How to Prepare for a Medical Event in the Middle of the Night

How to Prepare for a Medical Event in the Middle of the Night

Growing older comes with a whole set of concerns and having a medical event in the middle of the night when no one is around is a terrifying thought.


On average, close to 25 percent and more of the senior population in the U.S. live alone. That number expects to grow as boomers turn 65 years of age because this group segment has the highest divorce rates and childless marriages. Knowing that data, more seniors will find themselves aging alone.

In a Facebook group for elder orphans, one of the biggest concerns they face is dealing with a medical event in the middle of the night and having no one around to help. So, I asked Dr. Maria Carney, a geriatrician for advice and tips on how people living alone can prepare for a medical event, especially if one occurs after the urgent care centers have closed. Dr. Carney offered the following tips:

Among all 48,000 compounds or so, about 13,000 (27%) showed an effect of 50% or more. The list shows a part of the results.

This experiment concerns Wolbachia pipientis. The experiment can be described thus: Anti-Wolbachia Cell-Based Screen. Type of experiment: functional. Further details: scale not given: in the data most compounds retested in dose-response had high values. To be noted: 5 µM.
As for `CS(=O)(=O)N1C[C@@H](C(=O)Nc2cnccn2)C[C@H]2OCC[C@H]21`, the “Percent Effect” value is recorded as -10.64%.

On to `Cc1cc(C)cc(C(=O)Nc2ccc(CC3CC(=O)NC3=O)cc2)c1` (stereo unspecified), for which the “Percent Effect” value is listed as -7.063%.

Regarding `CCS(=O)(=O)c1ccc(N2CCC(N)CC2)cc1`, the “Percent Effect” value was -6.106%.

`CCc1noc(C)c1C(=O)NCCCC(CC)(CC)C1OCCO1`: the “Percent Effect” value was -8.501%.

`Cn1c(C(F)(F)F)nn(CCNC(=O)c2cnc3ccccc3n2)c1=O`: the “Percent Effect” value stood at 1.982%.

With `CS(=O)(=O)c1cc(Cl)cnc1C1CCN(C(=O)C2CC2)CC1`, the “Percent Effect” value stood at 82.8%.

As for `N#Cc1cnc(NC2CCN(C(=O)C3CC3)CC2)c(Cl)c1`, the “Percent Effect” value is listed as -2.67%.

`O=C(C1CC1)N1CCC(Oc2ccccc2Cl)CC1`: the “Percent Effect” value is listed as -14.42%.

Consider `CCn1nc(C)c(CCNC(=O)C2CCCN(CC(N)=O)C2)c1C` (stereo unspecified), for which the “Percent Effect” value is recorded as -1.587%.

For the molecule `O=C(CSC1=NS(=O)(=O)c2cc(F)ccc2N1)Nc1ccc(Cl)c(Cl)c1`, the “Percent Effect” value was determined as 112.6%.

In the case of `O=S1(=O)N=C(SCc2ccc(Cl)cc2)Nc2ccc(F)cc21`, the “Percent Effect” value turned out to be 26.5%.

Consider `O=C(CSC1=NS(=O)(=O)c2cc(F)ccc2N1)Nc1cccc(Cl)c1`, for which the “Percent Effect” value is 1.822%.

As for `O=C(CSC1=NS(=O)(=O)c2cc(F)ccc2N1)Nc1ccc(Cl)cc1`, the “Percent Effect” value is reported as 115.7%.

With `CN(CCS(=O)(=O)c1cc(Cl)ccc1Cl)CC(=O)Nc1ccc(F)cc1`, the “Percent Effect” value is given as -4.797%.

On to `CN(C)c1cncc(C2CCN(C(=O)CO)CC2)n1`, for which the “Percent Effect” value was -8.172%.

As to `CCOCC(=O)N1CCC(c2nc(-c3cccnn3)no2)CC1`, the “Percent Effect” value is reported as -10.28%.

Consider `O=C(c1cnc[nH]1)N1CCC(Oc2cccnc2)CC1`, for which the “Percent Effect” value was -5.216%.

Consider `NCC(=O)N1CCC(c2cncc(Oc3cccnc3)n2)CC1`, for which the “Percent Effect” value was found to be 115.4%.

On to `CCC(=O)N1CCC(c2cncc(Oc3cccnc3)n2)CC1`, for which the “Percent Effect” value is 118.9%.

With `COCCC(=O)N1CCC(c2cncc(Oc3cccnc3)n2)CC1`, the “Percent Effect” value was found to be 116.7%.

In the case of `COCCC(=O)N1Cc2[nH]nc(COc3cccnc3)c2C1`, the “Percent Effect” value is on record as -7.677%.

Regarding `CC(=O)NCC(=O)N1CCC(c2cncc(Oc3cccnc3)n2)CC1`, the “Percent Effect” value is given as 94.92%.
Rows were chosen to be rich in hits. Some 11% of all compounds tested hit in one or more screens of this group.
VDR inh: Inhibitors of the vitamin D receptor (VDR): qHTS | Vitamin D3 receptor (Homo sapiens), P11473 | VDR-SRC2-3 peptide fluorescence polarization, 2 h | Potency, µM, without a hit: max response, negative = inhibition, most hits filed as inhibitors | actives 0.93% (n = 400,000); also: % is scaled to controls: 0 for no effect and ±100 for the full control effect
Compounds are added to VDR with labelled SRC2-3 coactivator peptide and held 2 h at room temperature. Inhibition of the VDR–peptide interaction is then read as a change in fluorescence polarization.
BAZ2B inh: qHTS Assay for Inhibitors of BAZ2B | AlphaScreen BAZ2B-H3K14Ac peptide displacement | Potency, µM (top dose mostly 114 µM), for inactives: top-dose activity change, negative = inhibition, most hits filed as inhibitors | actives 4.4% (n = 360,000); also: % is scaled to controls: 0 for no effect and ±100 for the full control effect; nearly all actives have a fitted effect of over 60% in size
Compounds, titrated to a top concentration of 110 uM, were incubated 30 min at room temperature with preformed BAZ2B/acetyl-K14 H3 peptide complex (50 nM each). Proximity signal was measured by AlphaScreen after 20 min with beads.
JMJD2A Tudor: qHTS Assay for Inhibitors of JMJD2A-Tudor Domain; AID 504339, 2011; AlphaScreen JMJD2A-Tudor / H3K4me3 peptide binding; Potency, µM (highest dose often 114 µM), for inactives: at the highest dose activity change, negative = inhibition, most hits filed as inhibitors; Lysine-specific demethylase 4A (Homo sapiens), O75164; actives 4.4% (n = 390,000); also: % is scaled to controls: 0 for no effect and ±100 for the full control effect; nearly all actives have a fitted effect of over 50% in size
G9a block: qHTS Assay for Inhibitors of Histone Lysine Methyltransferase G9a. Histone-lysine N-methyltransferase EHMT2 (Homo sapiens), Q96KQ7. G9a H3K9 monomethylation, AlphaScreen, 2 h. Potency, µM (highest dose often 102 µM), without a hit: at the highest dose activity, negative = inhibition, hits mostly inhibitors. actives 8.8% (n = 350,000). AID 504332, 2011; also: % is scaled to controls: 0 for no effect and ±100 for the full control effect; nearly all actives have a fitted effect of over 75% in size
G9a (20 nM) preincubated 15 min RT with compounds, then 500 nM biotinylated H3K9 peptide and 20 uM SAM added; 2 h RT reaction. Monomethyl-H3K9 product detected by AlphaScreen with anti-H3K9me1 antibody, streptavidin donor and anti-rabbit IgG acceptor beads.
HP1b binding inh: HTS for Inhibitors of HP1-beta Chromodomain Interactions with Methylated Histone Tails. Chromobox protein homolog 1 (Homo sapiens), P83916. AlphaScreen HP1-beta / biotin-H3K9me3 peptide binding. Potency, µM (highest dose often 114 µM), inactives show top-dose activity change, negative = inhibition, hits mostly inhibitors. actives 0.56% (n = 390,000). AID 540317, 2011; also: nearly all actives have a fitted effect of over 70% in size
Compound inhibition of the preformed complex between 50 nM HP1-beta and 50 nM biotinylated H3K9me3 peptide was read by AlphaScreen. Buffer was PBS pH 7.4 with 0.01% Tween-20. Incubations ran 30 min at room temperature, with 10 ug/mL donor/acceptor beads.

• Develop a strong relationship with your primary care physician and the office staff
  • Find out what the office has a 24-hour service call phone line that you can call when you become sick during the nighttime
  • Find out if the hospital has a 24-hour service help phone line and learn the hospital where your physician works.
  • Know if your community has 24-hour Urgent Care Centers.
  • Some emergency rooms have fast track lines that address needs of those unsure if it is a real emergency. Ideally, you want to call the primary office first.
     

The other night, I put Dr. Carney's advice to the test. Here's what I found:

At 2:00 AM, I called my primary care physician's office. The recording instructed me to hang up and dial 911 if this is an emergency. Then it proceeded to say, "If it is not an emergency, visit our Urgent care Centers, after that, it continued and said, "We're directing your phone call to our physician on call."

I felt relaxed knowing that a doctor would be on the other side of the phone line if I needed to connect with one.